Until 2013, Ms Eva Nyawira and her three children were living a quiet life on a parcel of land she had bought in 2007 in Membley Estate in Ruiru, Kiambu County. Although the area was off the beaten path, when she moved there, she didn’t mind since she no longer had to pay rent.
However, with the launch of the Eastern Bypass in 2009, there was an influx of people in the area, and soon, bungalows began sprouting all around her. After a few years, the issue of service charge arose, and the peace they had enjoyed was disrupted.
“I attended some of the inceptive meetings with my neighbours, where we discussed security, and it was agreed that we needed a guard. However, I found the proposed Sh2,500 a month exorbitant, since there are over 50 homes in our court. I refused to pay and since then, I have known no peace,” she said.
Ms Nyawira is not alone. Her predicament is shared by many homeowners who are struggling with the monthly service charges set by the management committee or property managers.
According to Mr Xavier Babu, a property manager in Nairobi West, the amount of service charge is dependent on the estate or the rent payable.
“For instance, in areas such as Syokimau and Ruiru, the service charge ranges between Sh2,000 and Sh5,000, while those in areas such as Kilimani, Lavington, Brookside and Kileleshwa range between Sh 5,000 and Sh 20,000.”
At Vigilance Homes, a residential court in Kitengela, members contribute Sh1,000 per month, which goes toward paying the security guards, with other ad hoc contributions of Sh2,000 meeting road construction/ repair, planting or watering trees.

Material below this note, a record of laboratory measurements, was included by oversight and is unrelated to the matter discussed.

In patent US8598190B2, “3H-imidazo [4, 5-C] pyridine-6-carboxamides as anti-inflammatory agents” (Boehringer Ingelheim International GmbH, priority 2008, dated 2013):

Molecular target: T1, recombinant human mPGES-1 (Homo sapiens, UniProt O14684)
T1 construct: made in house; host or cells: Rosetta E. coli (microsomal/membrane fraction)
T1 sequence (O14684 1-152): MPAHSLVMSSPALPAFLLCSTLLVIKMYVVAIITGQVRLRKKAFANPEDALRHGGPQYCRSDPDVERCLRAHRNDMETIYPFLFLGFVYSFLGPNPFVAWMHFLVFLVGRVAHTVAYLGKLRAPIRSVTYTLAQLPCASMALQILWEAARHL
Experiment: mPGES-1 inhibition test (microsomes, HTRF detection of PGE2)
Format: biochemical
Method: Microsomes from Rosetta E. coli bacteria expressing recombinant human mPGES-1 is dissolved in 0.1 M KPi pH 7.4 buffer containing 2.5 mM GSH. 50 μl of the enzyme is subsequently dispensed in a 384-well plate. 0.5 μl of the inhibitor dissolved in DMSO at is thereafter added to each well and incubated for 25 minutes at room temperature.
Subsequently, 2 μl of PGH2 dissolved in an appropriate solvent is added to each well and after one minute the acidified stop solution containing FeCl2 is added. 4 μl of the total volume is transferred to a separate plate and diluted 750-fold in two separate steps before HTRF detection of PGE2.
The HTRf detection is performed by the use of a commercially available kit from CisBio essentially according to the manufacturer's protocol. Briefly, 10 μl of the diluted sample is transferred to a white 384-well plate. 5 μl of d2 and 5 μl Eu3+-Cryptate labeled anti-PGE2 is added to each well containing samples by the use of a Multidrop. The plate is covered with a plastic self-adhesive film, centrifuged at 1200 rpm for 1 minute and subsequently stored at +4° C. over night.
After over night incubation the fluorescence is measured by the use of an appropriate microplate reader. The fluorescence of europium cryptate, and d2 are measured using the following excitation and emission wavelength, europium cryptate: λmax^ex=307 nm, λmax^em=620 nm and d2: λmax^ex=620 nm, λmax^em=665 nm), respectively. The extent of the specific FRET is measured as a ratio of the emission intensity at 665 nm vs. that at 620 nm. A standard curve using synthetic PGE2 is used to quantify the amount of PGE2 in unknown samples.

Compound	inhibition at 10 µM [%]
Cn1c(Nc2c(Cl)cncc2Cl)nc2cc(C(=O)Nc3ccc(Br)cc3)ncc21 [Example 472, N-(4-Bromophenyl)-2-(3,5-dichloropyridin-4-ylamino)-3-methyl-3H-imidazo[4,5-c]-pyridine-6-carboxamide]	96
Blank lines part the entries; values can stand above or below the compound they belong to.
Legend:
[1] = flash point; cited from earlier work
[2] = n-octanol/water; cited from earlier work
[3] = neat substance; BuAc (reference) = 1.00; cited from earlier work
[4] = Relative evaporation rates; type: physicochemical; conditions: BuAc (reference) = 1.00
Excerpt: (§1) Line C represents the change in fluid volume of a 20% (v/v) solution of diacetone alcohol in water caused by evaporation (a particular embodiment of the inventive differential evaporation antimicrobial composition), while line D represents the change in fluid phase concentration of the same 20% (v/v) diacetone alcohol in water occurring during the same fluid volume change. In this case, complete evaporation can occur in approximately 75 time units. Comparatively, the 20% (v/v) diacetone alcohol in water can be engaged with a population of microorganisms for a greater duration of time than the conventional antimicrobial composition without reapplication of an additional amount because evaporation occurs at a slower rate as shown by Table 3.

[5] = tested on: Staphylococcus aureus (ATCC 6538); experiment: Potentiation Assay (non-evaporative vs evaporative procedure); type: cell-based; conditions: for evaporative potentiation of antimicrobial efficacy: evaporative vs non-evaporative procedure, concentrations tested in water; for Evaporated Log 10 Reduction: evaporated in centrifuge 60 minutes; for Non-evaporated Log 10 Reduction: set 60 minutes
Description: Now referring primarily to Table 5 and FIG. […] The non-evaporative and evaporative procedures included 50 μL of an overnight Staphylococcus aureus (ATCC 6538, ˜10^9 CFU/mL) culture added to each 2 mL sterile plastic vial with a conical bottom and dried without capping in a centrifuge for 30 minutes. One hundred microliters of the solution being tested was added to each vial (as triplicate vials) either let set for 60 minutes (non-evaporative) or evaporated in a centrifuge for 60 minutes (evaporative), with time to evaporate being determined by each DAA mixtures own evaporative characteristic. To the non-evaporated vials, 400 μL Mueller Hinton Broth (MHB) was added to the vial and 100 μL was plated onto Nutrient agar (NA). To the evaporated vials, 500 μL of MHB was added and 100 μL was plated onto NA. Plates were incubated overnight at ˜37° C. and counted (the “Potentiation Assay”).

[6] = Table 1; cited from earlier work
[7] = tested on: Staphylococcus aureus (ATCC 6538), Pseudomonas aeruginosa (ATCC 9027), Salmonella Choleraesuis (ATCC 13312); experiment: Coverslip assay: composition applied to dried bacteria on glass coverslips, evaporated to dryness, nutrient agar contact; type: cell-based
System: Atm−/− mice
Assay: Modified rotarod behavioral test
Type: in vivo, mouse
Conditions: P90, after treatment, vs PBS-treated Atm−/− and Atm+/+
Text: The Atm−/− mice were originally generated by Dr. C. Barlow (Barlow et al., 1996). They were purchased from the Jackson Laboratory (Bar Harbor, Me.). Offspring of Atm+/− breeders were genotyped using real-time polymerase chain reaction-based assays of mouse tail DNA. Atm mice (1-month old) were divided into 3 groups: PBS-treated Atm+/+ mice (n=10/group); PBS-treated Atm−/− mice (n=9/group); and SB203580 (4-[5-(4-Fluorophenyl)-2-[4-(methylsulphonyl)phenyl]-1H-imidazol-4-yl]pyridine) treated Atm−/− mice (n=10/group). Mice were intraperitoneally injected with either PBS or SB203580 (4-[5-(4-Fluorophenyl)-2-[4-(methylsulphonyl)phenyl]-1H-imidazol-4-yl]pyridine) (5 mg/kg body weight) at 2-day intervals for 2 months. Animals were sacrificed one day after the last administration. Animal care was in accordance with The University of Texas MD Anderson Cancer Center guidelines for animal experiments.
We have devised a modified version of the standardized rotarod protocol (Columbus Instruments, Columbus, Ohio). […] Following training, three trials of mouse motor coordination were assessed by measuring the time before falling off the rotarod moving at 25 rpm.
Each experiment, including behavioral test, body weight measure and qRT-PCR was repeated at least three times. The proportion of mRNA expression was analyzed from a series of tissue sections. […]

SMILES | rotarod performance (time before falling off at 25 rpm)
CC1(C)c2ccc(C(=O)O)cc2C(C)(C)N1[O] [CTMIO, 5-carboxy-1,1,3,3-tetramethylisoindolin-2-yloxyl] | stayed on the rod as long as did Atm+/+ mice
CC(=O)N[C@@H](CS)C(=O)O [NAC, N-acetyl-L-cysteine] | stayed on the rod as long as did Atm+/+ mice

Mr Babu says that the service charge in gated communities and controlled developments meet expenses such as garbage collection, cleaning common areas, fumigation, security, radio alarm backup and maintaining e common swimming pools.
However, he revealed that in some estates, the companies providing the services are owned by the committee members, who might impose heavy charges so that they benefit.
In some estates, the residents who refuse to pay are denied services such as garbage collection, fumigation and excluded from neighbourhood activities.
And Ms Nyawira offered, “According to the welfare association, those who refuse to pay the Sh2,500 open the gate for themselves. I was okay with that, but on many occasions when I open the gate, the guards close it after I get into my car, so I have to get out and open it again. I don’t see why I should pay the fee because the main gate is over 700 metres from my house and there is no perimeter wall; it is only partly fenced using barbed wire, with some areas unfenced.”
‘‘Ironically, only those who drive are targeted. People who don’t drive walk in and out of the court without any problem,” she explained, adding that she is frequently insulted and threatened by her neighbours.
According to Mr Henry Ochieng, CEO of Kenya Alliance of Residents Association, his office received complaints about service charge daily.
“Sometimes it’s someone who doesn’t want to pay who brings up the issue, or one is reported by their neighbours. At other times it is individuals complaining about exorbitant fees. We are pushing for legislation to address such issues both at the county and national levels,” he said.
“As at now, when such cases are brought to us, we cite a ruling made under petition No. 501 of 2013. Justice David Majanja was very categorical that any beneficiary of common services provided by the residents’ association should pay the fees applicable.” He, however, advised unsatisfied individuals to move a motion of proposal during the neighbourhood meetings and raise the concerns.
Mr Apollo Mboya, a High Court advocate, says that neighbourhood needs to be organised through democratic associations and have members agree on how much to pay.
“One of the main reasons why individuals refuse to pay is lack of accountability. The management committee needs to show proof of how the collected money is spent and they should not impose illegal sanctions on members,” he says.